The Center for Middle Eastern Studies presents the 2011 Hilda B. Silverman Lecturer
Marc H. Ellis
Professor Ellis has devoted his scholarship to a study of the Jewish ethical tradition and the challenges and dissonance of Jewish life after the Holocaust and after the establishment of the State of Israel, themes that were very important to Hilda and profoundly influenced her thinking and writing.
Professor Marc H. Ellis earned BA and MA degrees magna cum laude and Phi Beta Kappa, in Religion and American Studies at Florida State University, where he studied under the Holocaust theologian Richard Rubenstein, and the American historian of the Catholic Worker William Miller. He received his doctorate in History from Marquette University in 1980 where he was inducted into Phi Alpha Theta and the Jesuit Honor Society. Upon graduation he accepted a faculty position at the Maryknoll School of Theology in Maryknoll, New York, becoming founding director of their MA program and the Maryknoll Institute for Justice and Peace.
Professor Ellis was made full professor in 1988, and remained at Maryknoll until 1995, when he assumed a position first as a Senior Fellow at Harvard's Center for the Study of World Religions, and then a Visiting Scholar at Harvard's Center for Middle Eastern Studies, as well as a visiting professorship at Florida State University. Professor Ellis is University Professor of Jewish Studies, Professor of History, and Director of the Center for Jewish Studies at Baylor University, where he first arrived in 1998.
Besides his years at Harvard University, Professor Ellis has held a variety of visiting teaching appointments. These include: Heytrop College, University of London (1987), United Theological College in Bangalore, India (2001), the MA program in Peace Studies at the University of Innsbruck, Tyerol, Austria (2008), and the Department of Peace and Conflict Studies, University for Peace, San Jose, Costa Rica (2009).
Professor Ellis has authored and edited more than twenty books. Among them are: A Year at the Catholic Worker, Peter Maurin: Prophet in the Twentieth Century, Faithfulness in an Age of Holocaust, Toward a Jewish Theology of Liberation, Beyond Innocence and Redemption: Confronting the Holocaust and Israeli Power, Ending Auschwitz: The Future of Jewish and Christian Life, Unholy Alliance: Religion and Atrocity in Our Time, O'Jerusalem: The Contested Future of the Jewish Covenant, Practicing Exile: The Religious Journey of an American Jew, Out of the Ashes: The Search for Jewish Identity in the Twenty-first Century, Reading the Torah Out Loud: A Journey of Lament and Hope and most recently, Judaism Does Not Equal Israel, which was nominated for the Louisville Grawemeyer Award in Religion in 2011 and again in 2012. Professor Ellis’s latest book, Encountering the Jewish Future: Elie Wiesel, Martin Buber, Abraham Joshua Heschel, Hannah Arendt and Emmanuel Levinas, will be published in the fall of 2011.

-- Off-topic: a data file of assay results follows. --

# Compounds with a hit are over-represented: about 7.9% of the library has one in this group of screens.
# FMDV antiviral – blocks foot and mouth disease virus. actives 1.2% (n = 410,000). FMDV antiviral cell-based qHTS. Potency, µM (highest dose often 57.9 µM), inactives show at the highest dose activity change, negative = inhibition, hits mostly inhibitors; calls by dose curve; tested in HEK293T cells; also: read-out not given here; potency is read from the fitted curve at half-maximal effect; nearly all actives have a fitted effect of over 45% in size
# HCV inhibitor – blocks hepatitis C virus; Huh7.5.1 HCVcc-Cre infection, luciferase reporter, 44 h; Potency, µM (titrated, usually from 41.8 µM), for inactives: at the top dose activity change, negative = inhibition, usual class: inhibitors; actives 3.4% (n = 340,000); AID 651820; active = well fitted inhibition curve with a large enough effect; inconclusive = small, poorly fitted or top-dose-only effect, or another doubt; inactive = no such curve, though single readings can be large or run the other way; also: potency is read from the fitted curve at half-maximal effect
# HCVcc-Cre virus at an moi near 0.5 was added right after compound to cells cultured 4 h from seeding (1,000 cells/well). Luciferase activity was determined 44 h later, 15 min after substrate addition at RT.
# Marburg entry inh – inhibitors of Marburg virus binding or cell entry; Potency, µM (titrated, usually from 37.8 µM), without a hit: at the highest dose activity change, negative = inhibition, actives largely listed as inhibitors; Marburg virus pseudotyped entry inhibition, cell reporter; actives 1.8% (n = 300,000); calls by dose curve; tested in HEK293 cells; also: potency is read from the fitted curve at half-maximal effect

Professor Ellis has published more than 100 articles and spoken at more than 300 universities, seminaries, and academies in the United States, Europe, Africa, Asia and Latin America. His writings have been translated into German, French, Dutch, Italian, Spanish, Arabic, Mandarin, Hebrew, Korean and Urdu. His lecture topics include such diverse areas as Middle East policy; the Holocaust; the future of Israel; Jewish identity; Jewish-Christian relations; contemporary spirituality; and post-Holocaust Jewish and Christian thought.
Among other honors, Professor Ellis has been inducted into the Martin Luther King Collegium of Scholars at Morehouse College. He was also honored at the 2000 national convention of the American Academy of Religion with an entire session devoted to discussion of his work.
For more than 30 years, as Founding Director of the Institute for Justice and Peace at Maryknoll School of Theology, and Founding Director of the Center for Jewish Studies at Baylor University, Professor Ellis has been hosting events of public and religious significance. Among the many events notable for their international reach are the "The Future of Liberation Theology" (1988) – Keynote, Fr. Gustavo Gutierrez; "The Next Fifty Years: Beginning a Millennium of Hope" (2000) – Keynote, Professor Richard Rubenstein; and "Honoring Heschel at 100" (2007) – Keynote, Professor Susannah Heschel. In 2007, the Baylor Center for Jewish Studies also honored Hannah Arendt in a symposium dedicated to her work. In 2008, the Center for Jewish Studies sponsored an international conference, "On the Boundary: HoweverWhereverWhomever." In 2009, the Center for Jewish Studies sponsored a conference "Texts and Otherness: Politics, Empire, and Post-Secularism in Religious Studies." In 2010, the Center sponsored a conference "Reimagining Paul."
As a public intellectual, Professor Ellis has spoken at the United Nations in New York and in Vienna, the Carter Center in Atlanta, the Truman Institute at Hebrew University, the James Baker Institute at Rice University, the United States Memorial Holocaust Museum in Washington, D. C., the John F. Kennedy School of Government at Harvard University, the Air War College at Maxwell Air Force Base in Montgomery, Alabama and, most recently, in Oslo, Norway at a conference on the 15th anniversary of the Oslo Accords. He has given endowed and keynote lectures in the United States, Israel, Canada, Taiwan, Korea and the Philippines.
Professor Ellis serves on the National Advisory Board of the Middle East Council, the Editorial Board of Tikkun Magazine and the Board of the Society of Jewish Ethics.
To read more about Hilda B. Silverman, please click here.